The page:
I have issued the comment that “there is dignity in all work” to my male students so often that I honestly cannot tell you from whence this observation emanates or when I first uttered what I consider an ode to manhood. One thing is for certain, the dignity that flows from labor is a cornerstone of manhood.
Although it would be impossible for me to count the many black male students I have advised that “there is dignity in ALL work,” I am confident that number reaches into the thousands. Of all the lessons that I hope they retain from my courses, the concept that labor paves the way toward the securing of their goals is arguably the most important.
During the past two decades, I have engaged thousands of black males desiring directive regarding the path to manhood; a destination that is nearly inaccessible to young black males without the aid of appropriate mentorship and guidance. I have learned that the vast majority of black males have little understanding of what a man ought to be and ought to do. For far too many black males, a solo journey down the path to success is similar to a failed navigation of unfamiliar terrain without the assistance of either a roadmap or illumination; we tend to travel alone and in the dark. What makes this inefficiency extremely unfortunate is that others have successfully navigated the alluded to terrain; however, many of those who have arrived at a destination of success have forgotten to aid subsequent generations of black males seeking success.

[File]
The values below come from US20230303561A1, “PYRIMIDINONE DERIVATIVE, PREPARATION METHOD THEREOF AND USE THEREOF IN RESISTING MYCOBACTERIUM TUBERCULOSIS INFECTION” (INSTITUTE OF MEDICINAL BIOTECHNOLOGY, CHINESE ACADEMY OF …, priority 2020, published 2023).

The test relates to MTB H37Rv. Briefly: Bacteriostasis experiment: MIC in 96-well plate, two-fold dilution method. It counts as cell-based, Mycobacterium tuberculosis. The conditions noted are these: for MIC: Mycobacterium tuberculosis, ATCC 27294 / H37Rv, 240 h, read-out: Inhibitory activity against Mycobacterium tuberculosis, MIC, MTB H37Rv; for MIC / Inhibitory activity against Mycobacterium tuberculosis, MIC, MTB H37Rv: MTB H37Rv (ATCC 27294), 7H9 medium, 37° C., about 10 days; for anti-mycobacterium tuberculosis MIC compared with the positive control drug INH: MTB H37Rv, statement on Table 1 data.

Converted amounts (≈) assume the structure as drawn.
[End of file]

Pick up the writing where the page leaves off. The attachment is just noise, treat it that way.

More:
One of the most shocking things about the road to success is that although the road can be arduous and unpredictable, the tools needed for the journey are relatively limited, yet must be applied with an extreme discipline. The alluded to tools are,
Selection of a goal.
Development of a detailed plan to achieve the desired goal.
Strict adherence to that detailed plan via focus, diligence, and hard work.